A few states offer very basic fill-in-the-blanks wills for their residents to use. Because the terms of these wills are set out in the state statutes, they’re called statutory wills. Currently, only California, Maine, Michigan, and Wisconsin have statutory wills.
If you’re an executor in one of these states, you’re not likely to be dealing with a statutory will. Because the wills offer very little flexibility, few people use them.
The idea behind a statutory will is a good one: provide a simple will that people can prepare themselves, without going to a lawyer. Unfortunately, the wills are so simple, and so inflexible, that they just don’t work for very many people. After a few states adopted them, it became obvious that they weren’t particularly useful, and other states declined to follow suit.
A typical statutory will assumes that the will-maker wants to leave everything to his or her spouse (or domestic partner) or children. The forms do allow the will-maker to leave gifts to other beneficiaries. For example, the Wisconsin form includes this clause:
"2.1. PERSONAL, RECREATIONAL AND HOUSEHOLD ITEMS. Except as provided in paragraph 2.2, I give all my furniture, furnishings, household items, recreational equipment, personal automobiles and personal effects to my spouse, if living; otherwise they shall be divided equally among my children who survive me." [Paragraph 2.2 lets the will-maker leave some gifts of specific items or amounts of money to others.]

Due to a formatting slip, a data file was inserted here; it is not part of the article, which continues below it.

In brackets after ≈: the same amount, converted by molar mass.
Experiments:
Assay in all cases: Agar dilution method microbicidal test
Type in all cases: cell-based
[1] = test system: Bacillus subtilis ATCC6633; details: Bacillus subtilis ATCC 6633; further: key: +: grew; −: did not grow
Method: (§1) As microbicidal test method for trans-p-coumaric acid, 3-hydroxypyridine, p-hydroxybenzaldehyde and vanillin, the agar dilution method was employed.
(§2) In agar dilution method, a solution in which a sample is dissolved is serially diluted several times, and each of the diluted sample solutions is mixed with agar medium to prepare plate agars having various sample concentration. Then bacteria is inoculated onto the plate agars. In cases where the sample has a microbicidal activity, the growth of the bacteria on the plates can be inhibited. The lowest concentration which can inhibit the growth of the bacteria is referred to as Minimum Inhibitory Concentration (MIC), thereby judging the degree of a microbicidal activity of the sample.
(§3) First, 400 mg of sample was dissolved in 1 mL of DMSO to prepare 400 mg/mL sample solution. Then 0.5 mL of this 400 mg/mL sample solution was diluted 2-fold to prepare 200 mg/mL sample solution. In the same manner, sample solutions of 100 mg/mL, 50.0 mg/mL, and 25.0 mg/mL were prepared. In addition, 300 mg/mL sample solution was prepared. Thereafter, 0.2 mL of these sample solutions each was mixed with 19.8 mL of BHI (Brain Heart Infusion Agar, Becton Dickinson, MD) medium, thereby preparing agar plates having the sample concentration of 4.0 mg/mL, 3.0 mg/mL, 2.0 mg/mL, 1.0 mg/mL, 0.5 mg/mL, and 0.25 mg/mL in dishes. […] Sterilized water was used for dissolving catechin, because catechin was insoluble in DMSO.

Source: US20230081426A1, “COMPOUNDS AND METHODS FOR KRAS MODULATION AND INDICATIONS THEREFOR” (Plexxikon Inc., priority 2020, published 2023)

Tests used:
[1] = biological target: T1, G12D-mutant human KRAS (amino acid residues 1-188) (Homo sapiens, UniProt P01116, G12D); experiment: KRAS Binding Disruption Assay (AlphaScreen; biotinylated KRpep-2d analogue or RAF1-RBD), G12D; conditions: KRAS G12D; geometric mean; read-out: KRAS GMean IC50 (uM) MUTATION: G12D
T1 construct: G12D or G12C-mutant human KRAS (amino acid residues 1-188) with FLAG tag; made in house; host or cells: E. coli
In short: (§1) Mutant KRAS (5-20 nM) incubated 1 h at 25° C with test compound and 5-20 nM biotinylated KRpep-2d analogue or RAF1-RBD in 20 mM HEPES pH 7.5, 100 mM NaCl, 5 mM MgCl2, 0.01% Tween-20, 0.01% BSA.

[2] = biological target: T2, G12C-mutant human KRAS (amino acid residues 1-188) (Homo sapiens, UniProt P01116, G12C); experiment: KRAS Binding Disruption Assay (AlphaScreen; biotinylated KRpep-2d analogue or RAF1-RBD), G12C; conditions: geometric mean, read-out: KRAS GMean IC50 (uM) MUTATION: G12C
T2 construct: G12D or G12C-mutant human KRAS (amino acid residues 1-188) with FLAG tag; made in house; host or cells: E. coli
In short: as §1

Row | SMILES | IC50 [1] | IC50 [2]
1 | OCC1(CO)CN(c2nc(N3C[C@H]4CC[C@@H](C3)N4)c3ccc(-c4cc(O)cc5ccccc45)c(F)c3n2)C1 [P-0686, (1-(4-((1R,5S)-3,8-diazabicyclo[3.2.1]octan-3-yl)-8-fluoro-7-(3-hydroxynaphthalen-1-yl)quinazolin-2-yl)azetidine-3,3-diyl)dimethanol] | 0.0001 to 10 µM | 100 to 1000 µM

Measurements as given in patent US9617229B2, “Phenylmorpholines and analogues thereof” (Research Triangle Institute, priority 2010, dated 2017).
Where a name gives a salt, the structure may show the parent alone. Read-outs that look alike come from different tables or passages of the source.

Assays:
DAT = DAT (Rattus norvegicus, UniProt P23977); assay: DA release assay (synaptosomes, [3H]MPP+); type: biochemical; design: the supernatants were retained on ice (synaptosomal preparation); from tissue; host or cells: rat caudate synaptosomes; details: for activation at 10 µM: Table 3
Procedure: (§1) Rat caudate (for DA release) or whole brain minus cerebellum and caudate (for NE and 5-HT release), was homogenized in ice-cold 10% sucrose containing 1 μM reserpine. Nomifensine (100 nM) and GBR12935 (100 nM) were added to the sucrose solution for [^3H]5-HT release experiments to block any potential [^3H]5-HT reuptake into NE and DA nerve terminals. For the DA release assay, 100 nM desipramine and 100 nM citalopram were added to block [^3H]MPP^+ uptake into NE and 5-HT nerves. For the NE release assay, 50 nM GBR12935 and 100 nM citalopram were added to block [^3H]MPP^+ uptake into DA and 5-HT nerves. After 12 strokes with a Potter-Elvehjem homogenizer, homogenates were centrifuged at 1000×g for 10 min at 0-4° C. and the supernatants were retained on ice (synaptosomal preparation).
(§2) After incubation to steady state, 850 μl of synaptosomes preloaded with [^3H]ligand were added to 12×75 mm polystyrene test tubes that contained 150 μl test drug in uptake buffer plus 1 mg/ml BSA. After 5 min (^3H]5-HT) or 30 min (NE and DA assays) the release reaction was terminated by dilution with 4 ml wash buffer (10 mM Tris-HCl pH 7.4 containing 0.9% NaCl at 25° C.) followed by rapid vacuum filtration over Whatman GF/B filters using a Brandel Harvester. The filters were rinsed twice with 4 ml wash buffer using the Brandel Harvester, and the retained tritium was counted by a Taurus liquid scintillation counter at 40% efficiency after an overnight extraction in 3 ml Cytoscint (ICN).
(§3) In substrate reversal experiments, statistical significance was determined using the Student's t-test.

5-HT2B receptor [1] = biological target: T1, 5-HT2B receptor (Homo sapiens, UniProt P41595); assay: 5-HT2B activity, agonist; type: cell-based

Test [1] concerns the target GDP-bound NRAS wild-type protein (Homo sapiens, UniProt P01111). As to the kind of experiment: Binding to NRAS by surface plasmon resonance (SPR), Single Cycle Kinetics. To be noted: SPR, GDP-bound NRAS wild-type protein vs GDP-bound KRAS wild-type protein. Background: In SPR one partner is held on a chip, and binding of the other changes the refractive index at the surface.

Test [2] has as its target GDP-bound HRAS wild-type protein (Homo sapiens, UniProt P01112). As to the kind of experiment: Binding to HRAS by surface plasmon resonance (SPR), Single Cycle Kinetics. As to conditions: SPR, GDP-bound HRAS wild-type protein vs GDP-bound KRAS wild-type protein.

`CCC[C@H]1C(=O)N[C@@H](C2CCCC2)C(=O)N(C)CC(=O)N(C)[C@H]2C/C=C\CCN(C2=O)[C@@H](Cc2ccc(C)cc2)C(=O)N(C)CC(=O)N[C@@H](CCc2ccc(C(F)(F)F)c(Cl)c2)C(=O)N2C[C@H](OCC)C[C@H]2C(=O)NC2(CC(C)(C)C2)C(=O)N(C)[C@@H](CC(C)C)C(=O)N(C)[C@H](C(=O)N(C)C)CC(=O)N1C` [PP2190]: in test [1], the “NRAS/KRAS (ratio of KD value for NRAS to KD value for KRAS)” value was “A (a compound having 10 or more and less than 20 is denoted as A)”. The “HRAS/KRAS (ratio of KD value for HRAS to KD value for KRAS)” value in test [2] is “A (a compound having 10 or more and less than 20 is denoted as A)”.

Similarly, the Maine statutory will starts with the presumption that real estate will to go the will-maker’s spouse or children unless the will-maker says otherwise:
"2.1. REAL PROPERTY. I give all my real property to my spouse, if living; otherwise it shall be equally divided among my children who survive me; except as specifically provided below:"
The wills also let the will-maker name a guardian to raise young children if necessary and name an executor (personal representative) to handle the estate.
Conducting a probate proceeding for someone who used a statutory will shouldn’t be any different from conducting any other probate. Like any other will, to be valid, a statutory will must be signed by two adult witnesses who don’t stand to inherit under the will. The wills come with signing instructions.
Usually, a statutory will is valid if the blanks are filled in with a typewriter, on a computer, or in the will-maker’s handwriting. If a section is left blank, in most cases that’s okay, too—it doesn’t invalidate any other part of the will.